DP17365 Is Hospital Quality Predictive of Pandemic Deaths? Evidence from US Counties
|Author(s):||Johannes Kunz, Carol Propper|
|Publication Date:||June 2022|
|Keyword(s):||County-level Deaths, COVID-19, Health Care Systems, Hospital quality|
|JEL(s):||H51, I11, I18|
|Programme Areas:||Public Economics|
|Link to this Page:||cepr.org/active/publications/discussion_papers/dp.php?dpno=17365|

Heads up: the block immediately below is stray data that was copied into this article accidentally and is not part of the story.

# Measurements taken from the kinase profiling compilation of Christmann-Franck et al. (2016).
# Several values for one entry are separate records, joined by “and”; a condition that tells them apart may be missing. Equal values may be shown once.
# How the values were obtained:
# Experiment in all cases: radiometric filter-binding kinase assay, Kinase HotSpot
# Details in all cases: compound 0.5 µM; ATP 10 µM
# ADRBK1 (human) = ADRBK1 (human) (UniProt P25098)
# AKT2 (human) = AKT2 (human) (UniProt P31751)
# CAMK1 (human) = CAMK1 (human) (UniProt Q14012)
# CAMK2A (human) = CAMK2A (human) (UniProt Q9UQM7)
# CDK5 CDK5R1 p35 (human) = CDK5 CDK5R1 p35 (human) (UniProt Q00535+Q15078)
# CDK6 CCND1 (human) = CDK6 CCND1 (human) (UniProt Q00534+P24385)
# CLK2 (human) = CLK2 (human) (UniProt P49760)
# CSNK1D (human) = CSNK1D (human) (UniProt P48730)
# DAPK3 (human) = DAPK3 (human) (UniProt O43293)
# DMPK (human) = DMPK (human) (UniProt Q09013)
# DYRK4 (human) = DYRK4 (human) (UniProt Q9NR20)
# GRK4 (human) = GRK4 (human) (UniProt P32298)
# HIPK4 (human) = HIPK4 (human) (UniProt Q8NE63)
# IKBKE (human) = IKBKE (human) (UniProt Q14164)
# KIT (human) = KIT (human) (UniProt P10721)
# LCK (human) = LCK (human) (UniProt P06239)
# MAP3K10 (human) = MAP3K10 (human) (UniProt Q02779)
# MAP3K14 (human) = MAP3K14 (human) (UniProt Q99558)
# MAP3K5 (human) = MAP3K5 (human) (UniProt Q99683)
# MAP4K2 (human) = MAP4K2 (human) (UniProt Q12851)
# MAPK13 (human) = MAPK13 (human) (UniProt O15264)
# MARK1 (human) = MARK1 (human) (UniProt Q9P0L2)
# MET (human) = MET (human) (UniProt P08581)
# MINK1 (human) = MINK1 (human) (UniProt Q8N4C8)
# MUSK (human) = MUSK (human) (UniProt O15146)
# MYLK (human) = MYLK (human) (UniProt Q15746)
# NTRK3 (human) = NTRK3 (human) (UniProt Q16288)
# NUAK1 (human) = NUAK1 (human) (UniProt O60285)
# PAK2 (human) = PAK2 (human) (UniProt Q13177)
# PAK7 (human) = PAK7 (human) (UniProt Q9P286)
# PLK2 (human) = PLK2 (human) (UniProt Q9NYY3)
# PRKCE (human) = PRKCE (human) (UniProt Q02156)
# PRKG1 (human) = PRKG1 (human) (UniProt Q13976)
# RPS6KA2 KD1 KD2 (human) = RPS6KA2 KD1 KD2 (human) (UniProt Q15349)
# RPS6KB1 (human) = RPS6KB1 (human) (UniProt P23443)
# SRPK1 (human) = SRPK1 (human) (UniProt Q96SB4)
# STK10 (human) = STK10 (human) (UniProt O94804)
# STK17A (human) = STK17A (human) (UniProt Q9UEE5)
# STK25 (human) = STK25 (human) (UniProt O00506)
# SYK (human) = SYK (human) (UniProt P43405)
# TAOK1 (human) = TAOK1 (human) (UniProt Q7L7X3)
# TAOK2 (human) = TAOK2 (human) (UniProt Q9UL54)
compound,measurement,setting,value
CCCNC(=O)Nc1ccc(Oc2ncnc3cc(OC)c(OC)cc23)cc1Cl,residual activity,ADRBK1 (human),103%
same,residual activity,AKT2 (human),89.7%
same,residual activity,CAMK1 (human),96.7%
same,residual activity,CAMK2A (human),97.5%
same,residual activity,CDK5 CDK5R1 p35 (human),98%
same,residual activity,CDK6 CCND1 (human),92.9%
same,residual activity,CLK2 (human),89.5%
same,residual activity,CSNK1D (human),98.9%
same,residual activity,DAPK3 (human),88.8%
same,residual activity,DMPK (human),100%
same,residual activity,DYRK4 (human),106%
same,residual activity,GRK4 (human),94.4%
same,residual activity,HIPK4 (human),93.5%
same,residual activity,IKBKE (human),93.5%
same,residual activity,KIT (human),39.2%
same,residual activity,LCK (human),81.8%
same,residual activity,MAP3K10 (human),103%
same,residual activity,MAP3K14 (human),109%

In the large literature on the spatial-level correlates of COVID-19, the association between quality of hospital care and outcomes has received little attention to date. To examine whether county-level mortality is correlated with measures of hospital performance, we assess daily cumulative deaths and pre-crisis measures of hospital quality, accounting for state ï¬?xed-eï¬?ects and potential confounders. As a measure of quality, we use the pre-pandemic adjusted ï¬?ve-year penalty rates for excess 30-day readmissions following pneumonia admissions for the hospitals accessible to county residents based on ambulance travel patterns. Our adjustment corrects for socio-economic status and down-weighs observations based on small samples. We ï¬?nd that a one-standard-deviation increase in the quality of local hospitals is associated with a 2% lower death rate (relative to the mean of 20 deaths per 10,000 people) one and a half years after the ï¬?rst recorded death.